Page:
Those things being said, I figured it was about time that I posted something on this blog, so here goes.
When I was at the Garden Writers Association conference last year in Portland I spotted this clever container. It's actually not a true container -- it's just a section of reed fence wrapped around a basic black pot. How easy is that? I always love it when something can be both good looking and affordable.
Fast forward a few months to the Friends of the Alachua County Library book sale. I was browsing the gardening section (naturally) and found this great book.
Once I got it home and started flipping through it I was amazed to see this project, which was essentially the same pot treatment that I had spotted in Portland. How funny is that?
In case you're interested, I'm posting a few other shots of the book. I think the mid-century interior shots are too cool not to share. As always, you can click on the photos to see them larger (via Flickr).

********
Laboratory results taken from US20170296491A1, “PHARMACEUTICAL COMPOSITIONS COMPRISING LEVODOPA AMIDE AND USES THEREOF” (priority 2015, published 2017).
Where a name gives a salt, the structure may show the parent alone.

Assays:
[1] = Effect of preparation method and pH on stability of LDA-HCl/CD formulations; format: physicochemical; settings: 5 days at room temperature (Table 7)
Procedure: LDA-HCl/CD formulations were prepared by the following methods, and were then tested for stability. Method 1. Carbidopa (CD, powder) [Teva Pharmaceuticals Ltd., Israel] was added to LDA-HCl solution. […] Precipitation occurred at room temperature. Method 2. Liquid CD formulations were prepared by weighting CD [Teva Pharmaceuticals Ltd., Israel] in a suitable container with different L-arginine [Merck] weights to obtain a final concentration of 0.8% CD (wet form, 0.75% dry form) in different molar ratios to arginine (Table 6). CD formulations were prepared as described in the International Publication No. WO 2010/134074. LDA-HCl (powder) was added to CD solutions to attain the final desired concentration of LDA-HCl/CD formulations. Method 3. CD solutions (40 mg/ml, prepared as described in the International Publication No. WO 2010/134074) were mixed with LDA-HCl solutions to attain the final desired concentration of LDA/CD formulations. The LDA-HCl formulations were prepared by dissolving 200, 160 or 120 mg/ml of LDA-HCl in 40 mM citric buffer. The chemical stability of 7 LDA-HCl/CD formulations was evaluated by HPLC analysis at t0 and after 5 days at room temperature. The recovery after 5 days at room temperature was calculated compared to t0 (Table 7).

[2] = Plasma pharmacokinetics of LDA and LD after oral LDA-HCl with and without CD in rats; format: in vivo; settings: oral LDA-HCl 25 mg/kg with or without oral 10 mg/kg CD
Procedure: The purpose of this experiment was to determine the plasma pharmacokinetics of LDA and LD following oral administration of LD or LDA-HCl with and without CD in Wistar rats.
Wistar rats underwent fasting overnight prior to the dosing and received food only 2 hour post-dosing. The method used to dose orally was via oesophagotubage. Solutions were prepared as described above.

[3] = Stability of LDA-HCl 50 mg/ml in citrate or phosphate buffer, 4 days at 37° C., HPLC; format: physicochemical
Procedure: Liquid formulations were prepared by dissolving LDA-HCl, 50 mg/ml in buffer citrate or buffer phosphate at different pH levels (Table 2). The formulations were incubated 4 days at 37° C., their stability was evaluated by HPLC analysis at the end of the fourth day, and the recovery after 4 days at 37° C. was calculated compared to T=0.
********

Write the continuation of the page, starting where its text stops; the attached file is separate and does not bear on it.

Last year Georgia discovered one of the cones during an after-work weeding party and was pretty grossed out by it. Naturally, I absconded with it and then put it on her office chair for her to find the next day. She wasn't exactly pleased.
I figured that I needed to step things up a little for this year's cone prank. Given our collective fascination with googly eyes (see my post about another related prank), I figured I couldn't go wrong with adding googly eyes.
Needless to say, she was surprised. In fact, I think she actually kind of liked it.
So far it's adjusting well. I think it might be getting a little sunburned (see photo), so I moved it into a spot where it only gets direct sun in the morning.